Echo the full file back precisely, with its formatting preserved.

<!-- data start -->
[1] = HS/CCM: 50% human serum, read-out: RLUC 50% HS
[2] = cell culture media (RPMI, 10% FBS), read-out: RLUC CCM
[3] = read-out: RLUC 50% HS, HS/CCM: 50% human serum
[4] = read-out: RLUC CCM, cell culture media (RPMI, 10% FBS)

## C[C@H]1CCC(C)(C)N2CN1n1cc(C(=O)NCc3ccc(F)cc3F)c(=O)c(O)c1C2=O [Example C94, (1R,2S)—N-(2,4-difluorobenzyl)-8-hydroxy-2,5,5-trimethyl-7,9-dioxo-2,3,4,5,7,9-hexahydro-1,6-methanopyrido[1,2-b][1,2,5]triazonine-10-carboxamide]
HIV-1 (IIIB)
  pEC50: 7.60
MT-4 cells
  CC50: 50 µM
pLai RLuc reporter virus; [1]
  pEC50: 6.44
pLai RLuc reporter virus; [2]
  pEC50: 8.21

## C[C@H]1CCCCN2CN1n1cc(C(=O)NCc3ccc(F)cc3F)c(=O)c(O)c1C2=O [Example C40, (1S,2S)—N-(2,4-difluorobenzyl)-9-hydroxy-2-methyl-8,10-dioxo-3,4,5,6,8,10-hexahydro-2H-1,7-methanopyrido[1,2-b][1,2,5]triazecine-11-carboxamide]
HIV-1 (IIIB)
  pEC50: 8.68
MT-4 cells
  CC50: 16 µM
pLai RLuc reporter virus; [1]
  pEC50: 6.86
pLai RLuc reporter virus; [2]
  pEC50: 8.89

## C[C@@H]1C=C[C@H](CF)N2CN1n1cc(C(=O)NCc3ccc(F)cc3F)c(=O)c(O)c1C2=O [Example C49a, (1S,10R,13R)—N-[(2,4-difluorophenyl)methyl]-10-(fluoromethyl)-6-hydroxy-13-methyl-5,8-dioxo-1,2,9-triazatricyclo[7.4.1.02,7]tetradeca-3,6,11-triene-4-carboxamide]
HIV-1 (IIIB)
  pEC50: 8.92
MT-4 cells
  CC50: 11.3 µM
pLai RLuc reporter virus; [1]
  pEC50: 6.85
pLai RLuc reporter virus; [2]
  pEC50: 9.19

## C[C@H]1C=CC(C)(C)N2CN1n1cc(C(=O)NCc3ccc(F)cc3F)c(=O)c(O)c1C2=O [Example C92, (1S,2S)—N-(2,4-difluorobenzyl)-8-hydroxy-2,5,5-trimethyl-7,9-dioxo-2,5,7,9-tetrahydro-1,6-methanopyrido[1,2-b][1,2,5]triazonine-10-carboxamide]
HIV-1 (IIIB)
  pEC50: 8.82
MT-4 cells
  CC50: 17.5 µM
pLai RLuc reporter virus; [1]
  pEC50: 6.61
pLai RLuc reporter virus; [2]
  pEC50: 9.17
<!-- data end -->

[1] = HS/CCM: 50% human serum, read-out: RLUC 50% HS
[2] = cell culture media (RPMI, 10% FBS), read-out: RLUC CCM
[3] = read-out: RLUC 50% HS, HS/CCM: 50% human serum
[4] = read-out: RLUC CCM, cell culture media (RPMI, 10% FBS)

## C[C@H]1CCC(C)(C)N2CN1n1cc(C(=O)NCc3ccc(F)cc3F)c(=O)c(O)c1C2=O [Example C94, (1R,2S)—N-(2,4-difluorobenzyl)-8-hydroxy-2,5,5-trimethyl-7,9-dioxo-2,3,4,5,7,9-hexahydro-1,6-methanopyrido[1,2-b][1,2,5]triazonine-10-carboxamide]
HIV-1 (IIIB)
  pEC50: 7.60
MT-4 cells
  CC50: 50 µM
pLai RLuc reporter virus; [1]
  pEC50: 6.44
pLai RLuc reporter virus; [2]
  pEC50: 8.21

## C[C@H]1CCCCN2CN1n1cc(C(=O)NCc3ccc(F)cc3F)c(=O)c(O)c1C2=O [Example C40, (1S,2S)—N-(2,4-difluorobenzyl)-9-hydroxy-2-methyl-8,10-dioxo-3,4,5,6,8,10-hexahydro-2H-1,7-methanopyrido[1,2-b][1,2,5]triazecine-11-carboxamide]
HIV-1 (IIIB)
  pEC50: 8.68
MT-4 cells
  CC50: 16 µM
pLai RLuc reporter virus; [1]
  pEC50: 6.86
pLai RLuc reporter virus; [2]
  pEC50: 8.89

## C[C@@H]1C=C[C@H](CF)N2CN1n1cc(C(=O)NCc3ccc(F)cc3F)c(=O)c(O)c1C2=O [Example C49a, (1S,10R,13R)—N-[(2,4-difluorophenyl)methyl]-10-(fluoromethyl)-6-hydroxy-13-methyl-5,8-dioxo-1,2,9-triazatricyclo[7.4.1.02,7]tetradeca-3,6,11-triene-4-carboxamide]
HIV-1 (IIIB)
  pEC50: 8.92
MT-4 cells
  CC50: 11.3 µM
pLai RLuc reporter virus; [1]
  pEC50: 6.85
pLai RLuc reporter virus; [2]
  pEC50: 9.19

## C[C@H]1C=CC(C)(C)N2CN1n1cc(C(=O)NCc3ccc(F)cc3F)c(=O)c(O)c1C2=O [Example C92, (1S,2S)—N-(2,4-difluorobenzyl)-8-hydroxy-2,5,5-trimethyl-7,9-dioxo-2,5,7,9-tetrahydro-1,6-methanopyrido[1,2-b][1,2,5]triazonine-10-carboxamide]
HIV-1 (IIIB)
  pEC50: 8.82
MT-4 cells
  CC50: 17.5 µM
pLai RLuc reporter virus; [1]
  pEC50: 6.61
pLai RLuc reporter virus; [2]
  pEC50: 9.17